We would like to thank Dr Clark and Professor White for their special interest in our integrated model for rehabilitation of those with chronic fatigue syndrome (CFS), as recently presented in this journal (1). We are pleased with their comments and with the opportunity provided by the journal to respond to their Letter to the Editor.Clark & White challenge that exercise therapy can worsen the health status of patients with CFS and, on the other hand, explain in detail how their approach to graded exercise therapy for CFS prevents worsening of symptoms. They state that “a level of activity that does not exacerbate symptoms is set as a baseline” and “a baseline is set to avoid exacerbations in symptoms and the ‘boom and bust’ pattern characteristic of some patients with CFS”. They even explain what to do “if CFS symptoms are exacerbated”. By doing so, they acknowledge the possibility that exercise therapy can very easily worsen the health status of patients with CFS. From the way they explain their current approach of graded exercise therapy (GET) in CFS, it appears that they are making great efforts to avoid exacerbations in their patients. Avoiding exacerbations in response to exercise therapy was the main message of our special report, as evidenced by the title. England is fortunate to have specialized centres for the treatment of CFS; however, this is not the case worldwide. Many clinicians are treating patients with CFS as part of a mixed caseload of patients. These clinicians often struggle with their early attempts to apply exercise programmes to people with CFS, and our integrated approach combining self-management with graded exercise was intended to provide such clinicians with both a theoretical and practical framework to overcome this issue.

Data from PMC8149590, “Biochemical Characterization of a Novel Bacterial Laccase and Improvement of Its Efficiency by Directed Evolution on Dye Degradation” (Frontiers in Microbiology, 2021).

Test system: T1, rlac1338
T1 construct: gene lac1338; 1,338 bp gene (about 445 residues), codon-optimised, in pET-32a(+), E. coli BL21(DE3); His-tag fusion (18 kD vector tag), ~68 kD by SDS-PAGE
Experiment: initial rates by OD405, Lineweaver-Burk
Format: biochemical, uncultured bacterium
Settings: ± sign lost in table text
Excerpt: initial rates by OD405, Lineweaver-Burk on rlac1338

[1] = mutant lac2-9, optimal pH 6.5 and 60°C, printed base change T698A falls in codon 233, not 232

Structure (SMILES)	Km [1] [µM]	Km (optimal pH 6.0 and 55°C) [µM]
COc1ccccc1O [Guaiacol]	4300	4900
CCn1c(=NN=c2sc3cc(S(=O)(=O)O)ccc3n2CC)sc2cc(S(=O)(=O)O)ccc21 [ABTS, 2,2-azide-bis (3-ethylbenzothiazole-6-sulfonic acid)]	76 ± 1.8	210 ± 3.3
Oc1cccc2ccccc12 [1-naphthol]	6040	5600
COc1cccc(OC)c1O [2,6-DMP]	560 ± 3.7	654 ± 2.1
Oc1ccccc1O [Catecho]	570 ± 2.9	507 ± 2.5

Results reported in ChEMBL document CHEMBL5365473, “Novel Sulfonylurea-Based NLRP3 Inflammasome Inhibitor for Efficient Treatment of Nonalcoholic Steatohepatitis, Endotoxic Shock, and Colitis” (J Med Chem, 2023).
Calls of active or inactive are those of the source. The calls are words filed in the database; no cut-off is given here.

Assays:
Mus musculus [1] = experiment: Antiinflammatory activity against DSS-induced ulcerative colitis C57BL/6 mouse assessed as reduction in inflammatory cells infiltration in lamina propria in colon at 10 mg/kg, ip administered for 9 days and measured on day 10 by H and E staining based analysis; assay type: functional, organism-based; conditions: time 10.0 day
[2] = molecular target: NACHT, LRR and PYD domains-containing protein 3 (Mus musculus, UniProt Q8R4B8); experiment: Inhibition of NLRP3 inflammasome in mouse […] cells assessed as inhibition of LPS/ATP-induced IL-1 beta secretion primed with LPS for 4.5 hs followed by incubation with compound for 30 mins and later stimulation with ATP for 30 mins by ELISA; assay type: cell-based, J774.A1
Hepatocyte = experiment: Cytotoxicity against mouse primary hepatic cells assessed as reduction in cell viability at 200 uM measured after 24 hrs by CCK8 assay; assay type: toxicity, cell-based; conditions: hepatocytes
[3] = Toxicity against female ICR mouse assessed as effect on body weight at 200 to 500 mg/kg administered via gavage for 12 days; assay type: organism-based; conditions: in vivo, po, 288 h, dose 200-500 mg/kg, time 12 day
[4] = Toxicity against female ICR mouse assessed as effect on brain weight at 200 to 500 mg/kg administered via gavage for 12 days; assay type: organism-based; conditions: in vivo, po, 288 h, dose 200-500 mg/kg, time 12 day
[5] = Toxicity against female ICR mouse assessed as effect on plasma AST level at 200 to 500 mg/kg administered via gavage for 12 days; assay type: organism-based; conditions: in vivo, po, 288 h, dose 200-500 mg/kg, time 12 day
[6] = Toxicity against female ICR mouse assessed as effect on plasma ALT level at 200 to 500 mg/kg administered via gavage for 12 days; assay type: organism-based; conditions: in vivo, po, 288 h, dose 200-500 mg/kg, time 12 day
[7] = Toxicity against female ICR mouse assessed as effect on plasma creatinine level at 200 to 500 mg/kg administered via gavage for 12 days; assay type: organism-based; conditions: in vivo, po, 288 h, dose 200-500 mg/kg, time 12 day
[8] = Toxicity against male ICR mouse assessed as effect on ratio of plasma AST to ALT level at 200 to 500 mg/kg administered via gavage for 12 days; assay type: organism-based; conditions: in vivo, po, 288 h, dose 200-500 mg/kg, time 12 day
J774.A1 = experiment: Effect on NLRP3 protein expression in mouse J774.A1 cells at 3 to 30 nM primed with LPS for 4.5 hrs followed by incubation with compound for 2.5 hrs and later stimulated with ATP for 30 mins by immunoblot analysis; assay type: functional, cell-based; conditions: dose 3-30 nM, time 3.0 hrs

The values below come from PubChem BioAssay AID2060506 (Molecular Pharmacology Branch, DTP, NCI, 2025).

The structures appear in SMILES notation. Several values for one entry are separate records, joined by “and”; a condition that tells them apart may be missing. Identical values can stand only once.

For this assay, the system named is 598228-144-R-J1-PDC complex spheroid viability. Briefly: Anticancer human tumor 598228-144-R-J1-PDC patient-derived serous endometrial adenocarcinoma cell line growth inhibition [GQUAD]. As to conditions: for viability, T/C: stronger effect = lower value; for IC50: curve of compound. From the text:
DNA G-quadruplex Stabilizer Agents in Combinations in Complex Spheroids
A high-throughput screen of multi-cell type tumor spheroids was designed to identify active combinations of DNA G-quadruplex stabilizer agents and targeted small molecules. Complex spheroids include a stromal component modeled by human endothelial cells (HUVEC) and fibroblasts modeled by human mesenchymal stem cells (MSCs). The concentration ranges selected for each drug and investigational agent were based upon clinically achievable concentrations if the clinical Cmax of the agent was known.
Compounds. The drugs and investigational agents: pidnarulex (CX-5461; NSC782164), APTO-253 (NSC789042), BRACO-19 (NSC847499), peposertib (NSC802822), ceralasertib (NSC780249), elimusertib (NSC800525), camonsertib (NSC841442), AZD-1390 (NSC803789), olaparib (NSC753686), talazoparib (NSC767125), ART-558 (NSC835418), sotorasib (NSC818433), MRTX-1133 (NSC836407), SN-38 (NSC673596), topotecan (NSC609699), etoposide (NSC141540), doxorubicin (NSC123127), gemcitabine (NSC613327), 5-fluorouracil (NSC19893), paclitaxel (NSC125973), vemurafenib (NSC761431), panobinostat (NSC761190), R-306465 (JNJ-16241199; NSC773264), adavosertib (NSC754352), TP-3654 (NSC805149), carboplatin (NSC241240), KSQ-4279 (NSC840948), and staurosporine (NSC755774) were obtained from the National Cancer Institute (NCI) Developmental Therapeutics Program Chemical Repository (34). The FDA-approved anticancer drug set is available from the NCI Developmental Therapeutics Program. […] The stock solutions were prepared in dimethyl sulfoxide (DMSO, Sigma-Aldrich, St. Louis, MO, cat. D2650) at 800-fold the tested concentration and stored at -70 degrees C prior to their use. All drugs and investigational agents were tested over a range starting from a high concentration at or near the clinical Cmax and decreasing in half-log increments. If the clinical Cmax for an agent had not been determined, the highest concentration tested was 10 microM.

- chronic fatigue syndrome